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American Craft Brewers Experiment with Taste

A selection of beers produced by Stone Brewing in California.
American Craft Brewers Experiment with Taste
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Pickle pilsner, tamale lagers, and carrot stouts. These were among the beers at the Strange Brew Festival in Reno, Nevada, last month, where competition in the American craft beer market has intensified.

Visitors at the Reno event could taste sweet beers made with Jolly Rancher candy and fiery ones made with garlic.

Beer makers are called brewers. They have long experimented with different flavors. Many hundreds of years ago, for example, Belgians put sour fruit into their beer.

But today’s American brewers have taken experimentation to a new level. They do this hoping to stand out in a market where everyone is trying to be different.

Growth in craft brewing

Maya Martinez, a manager at the Rio Bravo Brewing Company in Albuquerque, N.M., pours a craft beer, May 3, 2017, just days before the brewery was set to unveil a new beer on Cinco de Mayo.
Maya Martinez, a manager at the Rio Bravo Brewing Company in Albuquerque, N.M., pours a craft beer, May 3, 2017, just days before the brewery was set to unveil a new beer on Cinco de Mayo.

The U.S. craft brewing market has grown quickly. Last year, there were 7,346 craft brewers, up 93% from 2014. Craft beer sales rose 7% to $27.6 billion last year, about one-fourth of the total U.S. beer market.

Those numbers come from the Brewers Association, an industry trade group.

Jon Brandt is a beer lover who works for Washington-based distributor Madidus Importers.

“People are looking for ways to differentiate themselves and be the next big thing,” he said. “A lot of it is just about trying to get noticed.”

A beer with unusual elements can do that. Denver-based Wynkoop Brewing Co. appeals to customers with its Rocky Mountain Oyster Stout. The stout is made with specially cooked barley, seven different grains and grilled buffalo or bull sex organs.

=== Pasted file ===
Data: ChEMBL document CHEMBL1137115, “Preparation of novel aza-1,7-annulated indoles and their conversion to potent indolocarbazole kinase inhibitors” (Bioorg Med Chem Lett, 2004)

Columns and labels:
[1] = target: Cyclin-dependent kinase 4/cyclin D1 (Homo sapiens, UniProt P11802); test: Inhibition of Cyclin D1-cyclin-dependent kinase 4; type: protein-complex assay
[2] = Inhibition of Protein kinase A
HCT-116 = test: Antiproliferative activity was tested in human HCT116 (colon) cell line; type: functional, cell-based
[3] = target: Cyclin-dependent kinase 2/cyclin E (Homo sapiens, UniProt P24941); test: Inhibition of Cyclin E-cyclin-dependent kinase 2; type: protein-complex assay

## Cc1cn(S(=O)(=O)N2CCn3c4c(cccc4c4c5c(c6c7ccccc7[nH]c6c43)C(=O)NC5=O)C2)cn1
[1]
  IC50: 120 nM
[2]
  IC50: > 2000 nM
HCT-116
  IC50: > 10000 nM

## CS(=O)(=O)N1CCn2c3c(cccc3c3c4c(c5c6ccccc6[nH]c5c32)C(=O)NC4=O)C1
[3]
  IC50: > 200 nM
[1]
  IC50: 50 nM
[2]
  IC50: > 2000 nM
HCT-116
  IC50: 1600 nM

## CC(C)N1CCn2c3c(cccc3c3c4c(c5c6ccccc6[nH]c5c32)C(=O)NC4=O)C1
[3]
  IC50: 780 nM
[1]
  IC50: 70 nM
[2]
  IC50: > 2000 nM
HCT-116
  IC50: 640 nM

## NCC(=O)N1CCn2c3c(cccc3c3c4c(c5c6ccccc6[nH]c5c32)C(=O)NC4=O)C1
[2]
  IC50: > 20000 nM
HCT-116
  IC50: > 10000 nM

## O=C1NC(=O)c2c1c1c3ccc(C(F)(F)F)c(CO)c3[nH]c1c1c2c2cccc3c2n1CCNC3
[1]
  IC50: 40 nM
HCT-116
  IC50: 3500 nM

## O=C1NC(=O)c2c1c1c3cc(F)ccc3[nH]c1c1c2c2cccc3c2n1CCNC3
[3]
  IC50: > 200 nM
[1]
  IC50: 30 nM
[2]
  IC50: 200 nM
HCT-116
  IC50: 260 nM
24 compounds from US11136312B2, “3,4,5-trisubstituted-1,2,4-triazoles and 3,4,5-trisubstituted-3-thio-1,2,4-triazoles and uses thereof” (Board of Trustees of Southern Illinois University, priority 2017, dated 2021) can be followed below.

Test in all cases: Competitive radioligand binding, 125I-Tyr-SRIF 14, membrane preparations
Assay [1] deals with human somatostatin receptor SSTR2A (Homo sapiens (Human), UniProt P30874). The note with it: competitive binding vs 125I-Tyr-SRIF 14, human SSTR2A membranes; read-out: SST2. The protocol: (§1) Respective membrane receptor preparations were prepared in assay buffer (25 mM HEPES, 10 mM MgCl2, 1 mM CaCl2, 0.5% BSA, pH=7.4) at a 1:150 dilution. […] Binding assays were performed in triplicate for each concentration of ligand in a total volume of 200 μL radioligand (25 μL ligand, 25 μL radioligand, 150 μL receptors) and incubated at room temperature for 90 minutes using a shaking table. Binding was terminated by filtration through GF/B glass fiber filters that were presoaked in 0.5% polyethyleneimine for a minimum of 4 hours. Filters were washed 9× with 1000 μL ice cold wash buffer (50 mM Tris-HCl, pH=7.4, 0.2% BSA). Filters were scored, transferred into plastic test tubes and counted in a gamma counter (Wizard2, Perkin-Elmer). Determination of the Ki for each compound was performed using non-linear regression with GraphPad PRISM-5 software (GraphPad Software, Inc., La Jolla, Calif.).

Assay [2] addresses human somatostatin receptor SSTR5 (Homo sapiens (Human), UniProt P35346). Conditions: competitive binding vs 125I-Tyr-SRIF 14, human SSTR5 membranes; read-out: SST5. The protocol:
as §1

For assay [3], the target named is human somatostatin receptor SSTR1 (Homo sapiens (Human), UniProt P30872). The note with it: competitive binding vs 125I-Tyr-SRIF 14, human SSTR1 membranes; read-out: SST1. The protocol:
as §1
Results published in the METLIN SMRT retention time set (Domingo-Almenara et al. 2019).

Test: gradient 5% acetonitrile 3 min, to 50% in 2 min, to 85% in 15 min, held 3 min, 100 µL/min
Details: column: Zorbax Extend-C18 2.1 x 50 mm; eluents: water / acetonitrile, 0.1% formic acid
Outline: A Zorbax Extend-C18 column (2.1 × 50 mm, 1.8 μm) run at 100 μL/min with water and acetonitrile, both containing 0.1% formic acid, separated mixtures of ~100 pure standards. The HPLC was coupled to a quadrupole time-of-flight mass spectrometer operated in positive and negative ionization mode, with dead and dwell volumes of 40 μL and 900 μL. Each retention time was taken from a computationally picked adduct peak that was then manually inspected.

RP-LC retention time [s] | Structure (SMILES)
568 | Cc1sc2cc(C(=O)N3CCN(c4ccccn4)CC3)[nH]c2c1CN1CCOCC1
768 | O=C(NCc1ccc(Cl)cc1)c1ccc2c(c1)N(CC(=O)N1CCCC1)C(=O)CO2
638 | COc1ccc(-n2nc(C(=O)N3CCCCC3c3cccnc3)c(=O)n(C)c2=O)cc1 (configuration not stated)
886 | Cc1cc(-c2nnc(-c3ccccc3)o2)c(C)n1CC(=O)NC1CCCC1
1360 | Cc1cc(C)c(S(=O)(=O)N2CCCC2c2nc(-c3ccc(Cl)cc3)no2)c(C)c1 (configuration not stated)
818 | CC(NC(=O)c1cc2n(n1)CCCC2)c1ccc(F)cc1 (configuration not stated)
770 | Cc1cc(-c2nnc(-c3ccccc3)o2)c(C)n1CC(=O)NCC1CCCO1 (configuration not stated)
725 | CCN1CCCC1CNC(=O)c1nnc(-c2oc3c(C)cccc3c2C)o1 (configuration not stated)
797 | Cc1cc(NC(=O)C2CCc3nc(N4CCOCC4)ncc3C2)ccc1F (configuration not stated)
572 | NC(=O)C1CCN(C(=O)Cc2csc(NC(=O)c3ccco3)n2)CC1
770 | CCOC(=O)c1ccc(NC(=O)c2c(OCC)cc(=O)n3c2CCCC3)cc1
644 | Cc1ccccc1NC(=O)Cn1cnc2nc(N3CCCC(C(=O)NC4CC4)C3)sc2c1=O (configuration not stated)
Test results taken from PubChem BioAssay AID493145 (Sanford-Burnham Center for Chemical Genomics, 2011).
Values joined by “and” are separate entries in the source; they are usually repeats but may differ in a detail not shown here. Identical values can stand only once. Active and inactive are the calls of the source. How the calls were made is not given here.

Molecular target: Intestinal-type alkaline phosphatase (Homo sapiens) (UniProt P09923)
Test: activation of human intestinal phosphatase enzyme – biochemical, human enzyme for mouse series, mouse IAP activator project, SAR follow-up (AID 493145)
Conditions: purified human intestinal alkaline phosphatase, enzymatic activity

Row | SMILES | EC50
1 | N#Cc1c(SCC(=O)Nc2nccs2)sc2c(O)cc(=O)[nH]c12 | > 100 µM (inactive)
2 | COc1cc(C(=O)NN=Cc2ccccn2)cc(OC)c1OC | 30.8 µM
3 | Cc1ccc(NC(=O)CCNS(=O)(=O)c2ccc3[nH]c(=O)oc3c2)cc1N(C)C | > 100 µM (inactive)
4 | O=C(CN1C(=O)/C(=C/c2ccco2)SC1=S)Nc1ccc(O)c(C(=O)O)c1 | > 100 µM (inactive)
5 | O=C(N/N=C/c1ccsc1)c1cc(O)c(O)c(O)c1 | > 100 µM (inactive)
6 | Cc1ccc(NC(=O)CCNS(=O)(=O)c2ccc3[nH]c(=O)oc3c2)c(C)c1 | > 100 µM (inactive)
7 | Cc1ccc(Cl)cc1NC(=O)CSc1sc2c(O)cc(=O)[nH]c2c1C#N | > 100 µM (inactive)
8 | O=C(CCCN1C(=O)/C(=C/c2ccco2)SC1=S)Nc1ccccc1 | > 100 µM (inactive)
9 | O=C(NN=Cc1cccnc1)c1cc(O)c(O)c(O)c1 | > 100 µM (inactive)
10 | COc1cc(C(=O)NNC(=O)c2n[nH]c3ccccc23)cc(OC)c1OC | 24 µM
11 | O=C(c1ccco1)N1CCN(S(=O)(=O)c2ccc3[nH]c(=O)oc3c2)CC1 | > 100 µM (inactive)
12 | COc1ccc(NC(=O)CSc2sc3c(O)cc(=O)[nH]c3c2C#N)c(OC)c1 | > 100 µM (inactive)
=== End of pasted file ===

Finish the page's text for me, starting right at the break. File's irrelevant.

Some beer lovers criticize the movement toward unusual beers.

Charlie Bamforth is a professor in the food science and technology department of the University of California, Davis.

“I personally am not a fan of ridiculous brews incorporating materials and gimmicks that have no historical provenance in brewing,” he said.

Bamforth said laws restricting some kinds of additives — like Germany has — might be going too far. But he would like to see some laws defining what can and cannot be called “beer.”

“If someone wants to explore bizarre components,” Bamforth said, that person should use the name “alternative beverages” in place of the name of beer.

Jess Lebow wrote the books The Beer Devotional and The United States of Craft Beer. He says the high level of experimentation is what makes craft beer so special. Lebow said he might only try a cow meat and onion beer once. It might be great, but even if it is not, it might lead to a beer that is a big hit.

“There are really only so many flavors you can create with water, malt, barley and hops,” he said. “At the end of the day, if the brewer is having fun trying new things, then I’m probably having fun trying their beer.”

I'm John Russell.

Dee-Ann Durbin reported on this story for Associated Press. John Russell adapted her story for Learning English. Caty Weaver was the editor.


Words in This Story

distinguish – v. to make (someone or something) different or special in some way

ridiculous – adj. extremely silly or unreasonable

gimmick – n. a method or trick that is used to get people's attention or to sell something provenance

bizarre – adj. very unusual or strange

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